Deb DeWolff: Graphite Etching & Enameling with Sunshine Colors

Written by Deb DeWolff

 

 

 

 

 

 

 

 

 

 

 

 

Referring to Jan Harrell’s “Enameling with Graphite and Sunshine Colors” video, I created my own enameled copper piece! I enameled both the back and front with graphite sketches on the front:

The back of a small piece of copper (2″ x 2-1/4″) ready to be counter-enameled. It was cleaned with kitchen cleanser and a scrubby, dried, then a very small amount of surfactant was applied.
The piece is ready for the kiln. First it was sprayed with a Klyr-Fire and water mixture, then sifted (100 mesh) with Thompson’s #1995 Black enamel. It was sprayed and sifted again two more times. Dried and fired at 1475°F/802°C for 2 minutes.
Out of the kiln and cooled. Oooo, shiny!
Now I needed to decide what to put on the front of my piece. I created a few sketches, then decided on the top right.
This shows the piece after enameling and fired in the kiln. First the piece was pickled and thoroughly cleaned on the front. The front was enameled just like the back with Thompson’s #1030 Foundation White with a 100 mesh sifter. Fired at 1475°F/802°C for 3 minutes.
After the piece cooled it was etched with Armor Etch for 10 minutes and thoroughly cleaned. The drawing was done with an ordinary mechanical pencil. A very thin layer of Thompson’s #2020 flux was sifted over using a 200 mesh sifter and fired at 1475°F/802°C for 1-1/2 minutes. After the piece cooled a very small amount of surfactant was applied. Please note: This is my first piece. It cracked after I finished it and the graphite lines had faded a lot because I had done two firings of the Sunshine Enamels. Jan had talked about the “volatility” of the graphite technique in her video so I tried another version of the same design, which you can see in the next photo.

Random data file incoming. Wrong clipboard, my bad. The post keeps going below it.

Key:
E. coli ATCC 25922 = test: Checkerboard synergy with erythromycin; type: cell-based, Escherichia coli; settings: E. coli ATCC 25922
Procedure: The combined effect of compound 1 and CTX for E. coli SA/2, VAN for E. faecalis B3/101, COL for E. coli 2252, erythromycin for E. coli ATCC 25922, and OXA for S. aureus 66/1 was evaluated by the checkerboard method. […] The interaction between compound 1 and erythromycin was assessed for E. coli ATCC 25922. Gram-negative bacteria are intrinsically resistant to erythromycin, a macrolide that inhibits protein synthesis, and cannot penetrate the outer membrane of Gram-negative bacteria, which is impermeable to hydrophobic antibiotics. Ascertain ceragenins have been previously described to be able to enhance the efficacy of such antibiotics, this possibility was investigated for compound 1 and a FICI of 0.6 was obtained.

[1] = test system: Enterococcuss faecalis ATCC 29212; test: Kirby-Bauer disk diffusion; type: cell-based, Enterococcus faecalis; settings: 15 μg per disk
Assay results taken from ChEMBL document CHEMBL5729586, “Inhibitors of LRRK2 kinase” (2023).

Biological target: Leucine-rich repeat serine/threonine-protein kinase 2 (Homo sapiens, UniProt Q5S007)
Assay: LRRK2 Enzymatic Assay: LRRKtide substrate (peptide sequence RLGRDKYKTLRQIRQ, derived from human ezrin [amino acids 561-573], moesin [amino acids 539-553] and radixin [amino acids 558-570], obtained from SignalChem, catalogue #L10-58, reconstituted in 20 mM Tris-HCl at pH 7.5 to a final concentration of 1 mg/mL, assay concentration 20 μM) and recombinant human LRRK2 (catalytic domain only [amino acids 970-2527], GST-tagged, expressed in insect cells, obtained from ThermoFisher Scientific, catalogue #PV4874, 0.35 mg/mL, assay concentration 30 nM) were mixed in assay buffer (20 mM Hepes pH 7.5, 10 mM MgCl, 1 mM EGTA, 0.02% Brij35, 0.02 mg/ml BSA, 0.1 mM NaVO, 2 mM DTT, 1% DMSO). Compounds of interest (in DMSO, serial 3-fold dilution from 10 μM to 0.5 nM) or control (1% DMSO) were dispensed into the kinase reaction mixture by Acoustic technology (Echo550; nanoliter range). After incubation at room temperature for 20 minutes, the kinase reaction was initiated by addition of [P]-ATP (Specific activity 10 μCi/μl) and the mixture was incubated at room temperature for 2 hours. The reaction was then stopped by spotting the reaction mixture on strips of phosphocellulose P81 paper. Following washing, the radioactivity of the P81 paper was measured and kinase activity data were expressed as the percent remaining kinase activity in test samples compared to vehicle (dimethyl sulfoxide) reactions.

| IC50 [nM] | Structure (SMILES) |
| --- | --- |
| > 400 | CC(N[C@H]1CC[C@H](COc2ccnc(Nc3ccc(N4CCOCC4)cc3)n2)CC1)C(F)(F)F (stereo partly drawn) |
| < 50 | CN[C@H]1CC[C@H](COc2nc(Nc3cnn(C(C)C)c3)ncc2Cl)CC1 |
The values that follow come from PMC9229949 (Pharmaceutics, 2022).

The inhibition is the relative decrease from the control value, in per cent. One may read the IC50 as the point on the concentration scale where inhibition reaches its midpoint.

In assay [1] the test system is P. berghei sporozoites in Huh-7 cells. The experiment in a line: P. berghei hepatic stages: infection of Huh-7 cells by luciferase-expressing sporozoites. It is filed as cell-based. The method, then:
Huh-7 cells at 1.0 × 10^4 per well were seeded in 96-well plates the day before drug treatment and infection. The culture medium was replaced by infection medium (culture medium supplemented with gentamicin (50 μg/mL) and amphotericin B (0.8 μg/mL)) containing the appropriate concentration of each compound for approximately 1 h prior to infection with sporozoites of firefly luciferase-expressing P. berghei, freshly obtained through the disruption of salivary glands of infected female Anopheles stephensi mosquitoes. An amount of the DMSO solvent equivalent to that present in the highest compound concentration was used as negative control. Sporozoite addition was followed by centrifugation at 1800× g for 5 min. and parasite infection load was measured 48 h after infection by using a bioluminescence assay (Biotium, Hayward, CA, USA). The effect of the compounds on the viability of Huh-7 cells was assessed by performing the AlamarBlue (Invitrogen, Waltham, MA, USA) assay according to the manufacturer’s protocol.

I mixed my own custom colors using Sunshine Enamels and distilled water. For pastels I mixed the colors with 19-1231 Mixing White. For the pink bird I mixed 77-1234 Purple with 10-117 Mixing Flux. Some of the colors looked much different before they were fired; once fired I was a bit disappointed in the resulting color. My recommendation would be to test-fire the colors on a scrap piece of copper (on the same foundation color) before using in your final piece.

The enamel “paints” were mixed to a thin consistency and applied like watercolors. After they dried I used a clay shaper to remove them from unwanted areas such as the graphite lines and the background.

This time the piece was fired at a lower temperature: 1375°F/746°C for 2 minutes.

It should be coated with one more thin layer of clear flux, but I haven’t decided if the piece is finished or not. I might want to add more color to some areas. One reason for not doing this would be that with each firing the graphite lines get lighter and less defined.

Sunshine Enamels can also be applied more thickly like acrylics, but if they’re too thick they can crack. If you like painting or coloring you really need to try these enamels. They are a lot of fun!

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July 6, 2017

Posted In: Creativity, Product Spotlight

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